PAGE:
41 41 References Belcher, D. D., & Braine, G. (Eds.). (1995). Academic writing in s second language: Essays on research and pedagogy. Norwood, NJ: Ablex. Casanave, C. P. (2002). Writing games: Multicultural case studies of academic literacy practices in higher education. Mahwah, NJ: Lawrence Erlbaum. Duff, P. A. (1995). An ethnography of communication in immersion classrooms in Hungary. TESOL Quarterly, 29, Duff, P. A. (2005). Thinking globally about new literacies: Multilingual socialization at work. In J. Anderson, M. Kendrick, T. Rodgers & S. Smythe (Eds.), Portraits of literacy across families, communities and schools (pp ). Mahwah, NJ: Lawrence Erlbaum. Ferenz, O. (2005). EFL writers’ social networks: Impact on advanced academic literacy development. Journal of English for Academic Purposes, 4, Knight, J. (2007). IAU Global Survey Report on Internationalization of Higher Education. (Podcast). Available online: Kachru, B.B. (1985). Standards, codification and sociolinguistic realism: The English language in the outer circle. In R. Quirk and H. Widdowson (Eds.), English in the world: Teaching and learning the language and literatures (pp ). Cambridge, UK: Cambridge University Press. Lave, J., & Wenger, E. (1991). Situated learning: Legitimate peripheral participation. Cambridge, UK: Cambridge University Press. Leki, I. (2001). “A narrow thinking system”: Nonnative-English-Speaking students in group projects across the curriculum. TESOL Quarterly, 35, Leki, I. (2003a). Living through college literacy: Nursing in a second language. Written Communication, 20, Myles, J., & Cheng, L. (2003). The social and cultural life of non-native English speaking international graduate students at a Canadian university. Journal of English for Academic Purposes, 2,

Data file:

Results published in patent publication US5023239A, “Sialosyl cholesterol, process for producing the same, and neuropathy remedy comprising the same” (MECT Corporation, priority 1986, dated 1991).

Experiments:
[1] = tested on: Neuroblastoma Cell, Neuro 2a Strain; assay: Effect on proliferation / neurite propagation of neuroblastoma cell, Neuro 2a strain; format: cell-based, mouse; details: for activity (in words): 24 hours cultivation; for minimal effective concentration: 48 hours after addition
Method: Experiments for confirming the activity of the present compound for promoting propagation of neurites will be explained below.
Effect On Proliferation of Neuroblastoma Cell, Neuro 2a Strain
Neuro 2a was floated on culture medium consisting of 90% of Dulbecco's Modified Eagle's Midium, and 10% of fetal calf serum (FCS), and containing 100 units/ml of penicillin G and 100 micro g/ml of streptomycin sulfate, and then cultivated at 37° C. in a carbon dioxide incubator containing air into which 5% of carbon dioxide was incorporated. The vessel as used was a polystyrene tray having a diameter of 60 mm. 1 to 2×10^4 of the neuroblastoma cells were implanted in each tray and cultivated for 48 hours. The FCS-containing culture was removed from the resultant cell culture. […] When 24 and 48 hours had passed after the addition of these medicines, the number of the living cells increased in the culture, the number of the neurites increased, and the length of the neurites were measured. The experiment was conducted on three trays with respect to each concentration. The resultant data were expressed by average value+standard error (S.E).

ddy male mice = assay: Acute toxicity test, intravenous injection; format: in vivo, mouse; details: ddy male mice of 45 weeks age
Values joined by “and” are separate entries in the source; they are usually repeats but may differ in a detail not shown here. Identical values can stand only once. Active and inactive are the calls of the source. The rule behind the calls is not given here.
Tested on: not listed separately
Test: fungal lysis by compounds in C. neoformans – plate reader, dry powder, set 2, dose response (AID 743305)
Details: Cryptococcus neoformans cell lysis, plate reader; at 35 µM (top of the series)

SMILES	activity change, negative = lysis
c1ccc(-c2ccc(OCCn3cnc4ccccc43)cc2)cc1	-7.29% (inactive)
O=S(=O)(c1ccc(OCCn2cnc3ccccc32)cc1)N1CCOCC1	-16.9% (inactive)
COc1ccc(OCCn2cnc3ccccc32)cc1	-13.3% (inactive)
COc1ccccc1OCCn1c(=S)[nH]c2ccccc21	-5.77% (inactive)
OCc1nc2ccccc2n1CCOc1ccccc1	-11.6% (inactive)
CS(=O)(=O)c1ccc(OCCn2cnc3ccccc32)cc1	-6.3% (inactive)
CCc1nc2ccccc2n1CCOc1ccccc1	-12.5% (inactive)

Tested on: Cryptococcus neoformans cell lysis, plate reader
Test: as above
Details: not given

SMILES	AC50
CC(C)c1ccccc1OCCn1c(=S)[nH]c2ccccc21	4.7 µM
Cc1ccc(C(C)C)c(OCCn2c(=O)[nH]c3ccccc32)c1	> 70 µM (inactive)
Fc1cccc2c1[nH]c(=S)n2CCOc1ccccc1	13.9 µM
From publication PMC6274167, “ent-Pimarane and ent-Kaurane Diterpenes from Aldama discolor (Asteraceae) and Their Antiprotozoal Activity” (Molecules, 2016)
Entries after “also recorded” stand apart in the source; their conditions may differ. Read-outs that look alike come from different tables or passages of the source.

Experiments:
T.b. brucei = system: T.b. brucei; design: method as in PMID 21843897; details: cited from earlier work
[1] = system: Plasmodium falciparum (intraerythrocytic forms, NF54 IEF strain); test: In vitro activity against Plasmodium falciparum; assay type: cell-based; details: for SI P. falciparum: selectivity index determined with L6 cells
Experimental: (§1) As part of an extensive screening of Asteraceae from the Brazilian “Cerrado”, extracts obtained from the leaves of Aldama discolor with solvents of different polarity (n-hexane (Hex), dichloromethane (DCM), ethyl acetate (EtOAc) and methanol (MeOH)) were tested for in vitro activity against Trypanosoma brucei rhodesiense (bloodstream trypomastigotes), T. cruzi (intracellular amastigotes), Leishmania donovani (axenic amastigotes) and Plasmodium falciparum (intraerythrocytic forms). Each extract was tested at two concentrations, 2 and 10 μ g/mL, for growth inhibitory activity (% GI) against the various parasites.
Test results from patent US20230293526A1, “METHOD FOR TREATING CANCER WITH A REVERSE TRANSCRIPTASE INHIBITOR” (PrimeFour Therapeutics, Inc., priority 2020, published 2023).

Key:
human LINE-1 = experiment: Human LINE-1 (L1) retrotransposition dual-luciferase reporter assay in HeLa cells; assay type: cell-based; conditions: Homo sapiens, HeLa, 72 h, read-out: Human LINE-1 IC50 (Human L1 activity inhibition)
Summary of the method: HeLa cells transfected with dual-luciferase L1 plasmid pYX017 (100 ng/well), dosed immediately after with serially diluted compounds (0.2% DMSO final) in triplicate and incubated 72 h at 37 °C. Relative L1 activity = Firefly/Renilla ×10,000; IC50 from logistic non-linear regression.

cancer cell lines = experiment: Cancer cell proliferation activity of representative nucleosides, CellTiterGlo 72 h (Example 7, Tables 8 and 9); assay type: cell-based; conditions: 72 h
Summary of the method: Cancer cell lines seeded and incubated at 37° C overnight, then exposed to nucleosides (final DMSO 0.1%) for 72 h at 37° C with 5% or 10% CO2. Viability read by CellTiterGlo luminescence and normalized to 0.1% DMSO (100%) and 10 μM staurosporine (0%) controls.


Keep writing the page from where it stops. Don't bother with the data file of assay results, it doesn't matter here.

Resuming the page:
42 42 Milroy, L. (1980). Language and Social Networks (1st ed.). Oxford, UK: Blackwell. Milroy, L. (1987). Language and Social Networks (2nd ed.). Oxford, UK: Blackwell. Morita, N. (2002). Negotiating participation in second language academic communities: A study of identity, agency, and transformation. Unpublished doctoral dissertation, University of British Columbia, British Columbia, Canada. Ochs, E. (1988). Culture and language development: Language acquisition and language socialization in a Samoan village. Cambridge, UK: Cambridge University Press. Project Atlas: Schieffelin, B. B., & Ochs, E. (1986). Language socialization. Annual Review of Anthropology, 15, Shi, L., & Becket, G. (2002). Japanese exchange students’ writing experiences in a Canadian University. TESL Canada Journal, 20, Spack, R. (1997). The acquisition of academic literacy in a second language: A longitudinal case study. Written Communication, 14, Spack, R. (2004). The acquisition of academic literacy in a second language: A longitudinal case study, updated. In V. Zamel & R. Spack (Eds.), Crossing the curriculum: Multilingual learners in college classrooms (pp ). Mahwah, NJ: Lawrence Erlbaum. Wenger, E. (1998). Communities of practice: Learning, meaning, and identity. Cambridge, UK: Cambridge University Press. Zamel, V., & Spack, R. (Eds.). (2004). Crossing the curriculum: Multilingual learners in college classrooms. Mahwah, NJ: Lawrence Erlbaum. Zhu, W. (2001). Performing argumentative writing in English: Difficulties, processes, and strategies. TESL Canada Journal, 19,